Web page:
WyldstyleI’m not a natural at putting myself in uncomfortable, semi-humiliating situations for a good laugh. My wife is naturally funny, irreverent, and goofy, and has such a knack for making herself the butt of a joke for a good laugh. She’s always ready with a crazy face, story, song, or dance. I usually have to be prodded to be the clown. Most of the time she has to spur on my goofiness, whether it’s making me do a weird dance, hiking my my pants up under my armpits, or giving me a wedgie that rips my boxers by pulling them over my head (yes, this has happened). Plus, there’s usually the double-embarrassment of photographing or videotaping the incident.  I may feel self-conscious or ridiculous, but I’m so glad she encourages it. These times of goofiness are some of the most fun we have as a family, and are the times when we fall out of our chairs laughing, nearly peeing ourselves. Isn’t that what family’s about?

UnikittyI’m actually a bit uncomfortable dressing up as a big pink box-headed kitten for Halloween. Especially since I have to see other fathers who wouldn’t be caught dead in a costume like mine. I kind of feel like a nervous kid who risks a daring costume or piece of clothing and fears that his friends are going to make fun of him. But screw that. My family wants me to be Unikitty.  They think it’ll be hillarious, and that’s all that matters. So, for this Halloween, I’m happy to take one for the team, and strut around the neighborhood in second-hand ladies pink pajamas with a box over my head. I’m Unikitty, and I’m proud.

 


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Dear Soccer Dad, Do you want your son to hate you?

kicking-and-screaming“Isaiah, move up! Move up!”

“Isaiah, what kind of a kick was that?”

“Isaiah, why you giving up, bud?”

These shouts ring from the sidelines a few feet away from me on a brisk October Saturday morning. I’m there to watch my son in the town’s U9 soccer league, and I’m loving being a newly christened soccer dad. There’s something great about having a new home team and it being your son’s. But what’s up with this dude down the line?

There are all sorts of soccer dad’s, as I’m beginning to learn. Surprisingly, the most popular version is the absent soccer dad, judging by the lack of men on the sidelines (but that’s fodder for another post). There are also the quiet watchers, the cheerers and, apparently, the beraters. I’m surprised to learn that I’m a cheerer, and a very vocal one. Like, verging-on-annoying-cheerer.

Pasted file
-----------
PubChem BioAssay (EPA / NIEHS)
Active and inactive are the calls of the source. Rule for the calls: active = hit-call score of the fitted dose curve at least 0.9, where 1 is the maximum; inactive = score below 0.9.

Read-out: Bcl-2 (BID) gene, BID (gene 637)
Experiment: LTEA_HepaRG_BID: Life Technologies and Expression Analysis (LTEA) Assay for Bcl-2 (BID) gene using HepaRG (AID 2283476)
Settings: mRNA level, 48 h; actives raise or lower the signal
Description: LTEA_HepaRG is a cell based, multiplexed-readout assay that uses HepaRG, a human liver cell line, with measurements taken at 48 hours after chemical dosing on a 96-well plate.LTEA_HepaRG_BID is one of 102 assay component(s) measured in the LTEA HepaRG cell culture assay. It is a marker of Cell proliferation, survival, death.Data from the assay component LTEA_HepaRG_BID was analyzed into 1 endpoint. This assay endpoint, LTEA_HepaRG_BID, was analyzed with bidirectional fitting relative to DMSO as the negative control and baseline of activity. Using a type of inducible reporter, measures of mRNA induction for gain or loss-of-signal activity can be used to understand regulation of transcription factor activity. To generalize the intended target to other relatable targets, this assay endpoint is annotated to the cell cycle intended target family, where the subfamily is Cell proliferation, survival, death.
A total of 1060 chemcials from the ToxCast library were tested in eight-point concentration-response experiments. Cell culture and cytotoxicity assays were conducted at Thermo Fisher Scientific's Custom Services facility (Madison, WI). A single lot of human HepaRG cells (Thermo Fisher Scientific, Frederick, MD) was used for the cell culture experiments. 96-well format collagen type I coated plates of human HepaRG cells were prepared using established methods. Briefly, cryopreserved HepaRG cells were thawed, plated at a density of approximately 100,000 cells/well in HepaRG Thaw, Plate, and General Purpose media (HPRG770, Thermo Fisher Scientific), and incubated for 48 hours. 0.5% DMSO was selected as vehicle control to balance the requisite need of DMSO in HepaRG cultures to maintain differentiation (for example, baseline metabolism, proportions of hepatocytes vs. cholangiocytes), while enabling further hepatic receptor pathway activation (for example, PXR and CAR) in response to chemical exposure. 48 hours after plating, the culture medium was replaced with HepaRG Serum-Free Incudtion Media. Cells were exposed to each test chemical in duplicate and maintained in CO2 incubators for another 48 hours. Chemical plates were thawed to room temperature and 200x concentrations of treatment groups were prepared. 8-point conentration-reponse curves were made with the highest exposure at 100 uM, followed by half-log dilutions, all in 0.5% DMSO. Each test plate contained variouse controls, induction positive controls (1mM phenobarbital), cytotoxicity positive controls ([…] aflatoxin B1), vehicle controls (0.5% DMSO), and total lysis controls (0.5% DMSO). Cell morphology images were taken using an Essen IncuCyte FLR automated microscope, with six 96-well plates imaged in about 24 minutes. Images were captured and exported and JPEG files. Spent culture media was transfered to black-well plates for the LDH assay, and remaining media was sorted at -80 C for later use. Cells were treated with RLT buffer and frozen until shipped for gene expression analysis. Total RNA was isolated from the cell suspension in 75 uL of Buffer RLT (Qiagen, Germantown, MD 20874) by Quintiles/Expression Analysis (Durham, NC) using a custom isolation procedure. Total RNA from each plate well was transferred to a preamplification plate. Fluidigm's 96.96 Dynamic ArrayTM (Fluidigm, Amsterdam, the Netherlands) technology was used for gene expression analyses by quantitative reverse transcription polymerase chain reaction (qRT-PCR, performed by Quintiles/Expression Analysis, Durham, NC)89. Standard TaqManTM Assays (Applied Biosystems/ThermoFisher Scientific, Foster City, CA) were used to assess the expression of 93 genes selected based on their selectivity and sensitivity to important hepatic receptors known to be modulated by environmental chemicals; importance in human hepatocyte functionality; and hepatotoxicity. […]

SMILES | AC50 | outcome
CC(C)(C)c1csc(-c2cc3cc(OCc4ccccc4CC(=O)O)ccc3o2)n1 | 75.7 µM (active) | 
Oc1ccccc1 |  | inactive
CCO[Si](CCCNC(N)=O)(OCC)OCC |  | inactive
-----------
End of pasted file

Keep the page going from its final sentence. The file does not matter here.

As a kid, I was always a quiet sports spectator. Sure, I would cheer and clap when a point was made or a ball was saved, but I never shouted words of encouragement or cheered for specific players. I was somewhat sports illiterate growing up, and so I think the prospect of shouting encouragement or advice felt overzealous or even hypocritical.

But now I see these 8-year-olds running their hearts out on the field and I want them to know we’re cheering for them. Although I’m historically bad about remembering kids names, I’ve been pretty good at learning most of the team members’ first name at this point in the season. I shout words of encouragement for each of them as they receive the ball, I praise their defense and passing, and I cheer when a ball is saved and (less frequently…we’re on a losing streak) when a goal is scored. Each time, I try to call the player by name.

I explain all this to convey that I understand this desire to be vocal on the sidelines. I’m not there to be a passive observer, but Isaiah’s dad takes active support to a new level, by becoming coach, ref, judge, and asshole. He’s the guy who’s there before every practice, running the ball with his son and giving him lots of pointers. He sits through practice and yells advice, peppered with lots of frustrated commentary. Game days are by far the worst. He shouts to his kid about where to be on the field (even when counter to the coach’s strategy). He yells at him to move faster or stop giving up. He berates him for slowing down, giving up the ball, or allowing a pass.

It’s hard sitting on the sidelines near this guy, hearing all this. My imaginary monologue to him goes something like this:

“Do you want your son to grow up hating you? Because that’s what you’re doing. Only two things can come out of this. Either he grows up hating and rejecting his dad who always gave him a hard time, or he grows up always trying to please you, while at the same time feeling like he’s never good enough. In the second scenario, he’s likely to treat his own kids to a life of insults because it’s his only model for how to be engaged as a dad. Pull back a bit dude. It’s great that you’re here, but let the coach coach, and chill out a bit.”